However, may also convict accused named in the charge if there is evidence, as the evidence of involvement of some other persons not named and identified in the charge sheet will be sufficient not to displace the charge under Section 149 of IPC as some of the accused person named in the charge sheet are acquitted and the number has come down from five to three or two. In cases where evidence is confined only to the persons named and identified in the charge sheet and out of the same two or more are acquitted leaving before the court less than five persons to be tried than Section 149 cannot be invoked.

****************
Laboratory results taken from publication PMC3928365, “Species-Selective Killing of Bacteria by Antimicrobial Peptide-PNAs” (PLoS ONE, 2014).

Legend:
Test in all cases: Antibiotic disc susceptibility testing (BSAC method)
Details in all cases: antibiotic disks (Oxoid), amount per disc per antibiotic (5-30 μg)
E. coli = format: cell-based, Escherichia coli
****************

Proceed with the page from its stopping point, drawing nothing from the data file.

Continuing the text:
TO CONCLUDE though both sections i.e. Section 34 and Section 149 of IPC deal with cases of constructive criminal liability, in some cases they overlap though being similar in many ways and therefore the courts have to determine whether there was “Common Intention” or “Common Object” in commission of an offence so as to arrive at a conclusion.
(This article is the writer’s interpretation with respect to Section 149 and Section 34 of IPC out of his experience as an advocate practicing in criminal law in the state of Goa.)